Russians Order ‘Santas With Antibodies’ for New Year Celebrations

Russian Santa Claus is coming to town — but only if he has antibodies.

Every year, parents across Russia order actors dressed as Ded Moroz, the Slavic counterpart of Santa Claus, and Snegurochka the snow maiden to come to their home to help spread the New Year’s cheer.

This year, actors with Covid-19 antibodies are in demand in the weeks leading up to the New Year as families seek a safe way to celebrate the most festive holiday of the year amid the pandemic.

Advertisements for “Ded Moroz with antibodies” have appeared in Moscow, St. Petersburg, Novosibirsk and other cities across Russia.

One offer on Avito, Russia’s online classified ads board, says Moscow residents can order “a sober Ded Moroz and Snegurochka with antibodies” to visit their home and entertain the children with New Year’s songs and gifts. A 15-minute visit from this Ded Moroz costs 1,500 rubles ($20) while a 30-minute visit costs 2,500 rubles ($33). The price is higher if it includes Snegurochka.

Ded Moroz actors with antibodies can charge a higher fee for “safety,” the Moskovsky Komsomolets newspaper reported, citing the Podyom Telegram channel.

Russians in Arctic Murmansk Welcome First Sunrise of 2021

The first sunrise of the year dawned upon residents of Murmansk in Russia’s Arctic as the 40-day-long polar night finally came to an end — if only for a brief 45 minutes.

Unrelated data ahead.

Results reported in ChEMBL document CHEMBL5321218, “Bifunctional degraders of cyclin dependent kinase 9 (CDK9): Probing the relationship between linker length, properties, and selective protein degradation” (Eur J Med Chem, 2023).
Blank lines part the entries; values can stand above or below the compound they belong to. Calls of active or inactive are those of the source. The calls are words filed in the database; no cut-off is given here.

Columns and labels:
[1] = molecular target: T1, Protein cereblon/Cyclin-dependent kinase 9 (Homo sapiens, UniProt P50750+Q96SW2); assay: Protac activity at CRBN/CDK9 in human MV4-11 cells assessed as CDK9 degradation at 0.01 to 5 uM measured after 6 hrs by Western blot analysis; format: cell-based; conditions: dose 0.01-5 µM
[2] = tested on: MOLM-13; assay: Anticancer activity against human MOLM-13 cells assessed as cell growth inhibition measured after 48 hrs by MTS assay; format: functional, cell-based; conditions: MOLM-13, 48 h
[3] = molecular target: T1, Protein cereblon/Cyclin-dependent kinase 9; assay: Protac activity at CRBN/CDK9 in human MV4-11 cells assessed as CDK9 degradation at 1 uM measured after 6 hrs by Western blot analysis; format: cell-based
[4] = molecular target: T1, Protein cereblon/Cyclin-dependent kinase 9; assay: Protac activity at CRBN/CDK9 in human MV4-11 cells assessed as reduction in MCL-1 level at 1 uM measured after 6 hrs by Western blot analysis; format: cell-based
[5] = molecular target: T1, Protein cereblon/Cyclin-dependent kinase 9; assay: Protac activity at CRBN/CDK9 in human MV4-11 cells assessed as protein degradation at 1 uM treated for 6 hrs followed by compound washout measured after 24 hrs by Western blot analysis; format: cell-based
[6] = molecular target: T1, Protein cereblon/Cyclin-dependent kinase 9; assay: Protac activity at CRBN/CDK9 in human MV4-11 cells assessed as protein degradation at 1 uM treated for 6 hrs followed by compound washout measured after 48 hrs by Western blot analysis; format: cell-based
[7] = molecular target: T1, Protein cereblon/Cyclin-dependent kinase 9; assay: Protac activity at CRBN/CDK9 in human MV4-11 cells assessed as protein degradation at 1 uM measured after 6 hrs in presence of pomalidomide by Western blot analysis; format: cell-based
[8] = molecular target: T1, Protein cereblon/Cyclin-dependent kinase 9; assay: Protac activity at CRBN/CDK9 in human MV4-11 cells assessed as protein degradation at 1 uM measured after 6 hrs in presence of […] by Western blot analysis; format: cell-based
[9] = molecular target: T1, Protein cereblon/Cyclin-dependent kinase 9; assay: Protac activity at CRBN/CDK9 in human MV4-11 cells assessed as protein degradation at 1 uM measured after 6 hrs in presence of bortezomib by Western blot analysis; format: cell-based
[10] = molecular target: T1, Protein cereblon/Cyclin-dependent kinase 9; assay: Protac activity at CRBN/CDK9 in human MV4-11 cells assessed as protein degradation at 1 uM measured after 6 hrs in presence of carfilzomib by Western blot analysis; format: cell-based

On Jan. 11, residents of Murmansk, the world’s largest city above the Arctic Circle, rushed outside to greet the sunrise in what has become an annual tradition.

An early sunset at 1:50 p.m. over an icy dessert.

The sunrise looks even more stunning against the frozen northern landscape.

“Only a person living in the far north can appreciate and admire the first rays of the sun. The polar night ended in Murmansk today!”

The Murmansk region is famous for its natural scenery: tundra, mountains and snowy taiga.

The rose-colored sky over the Murmansk region’s steppe greets the end of the polar night.

Greeting the end of the polar night with traditional wooden sculptures at a farmstead not far from the city.

After 40 pitch-dark days, Murmansk residents get to start the first work week of the year under the sun.

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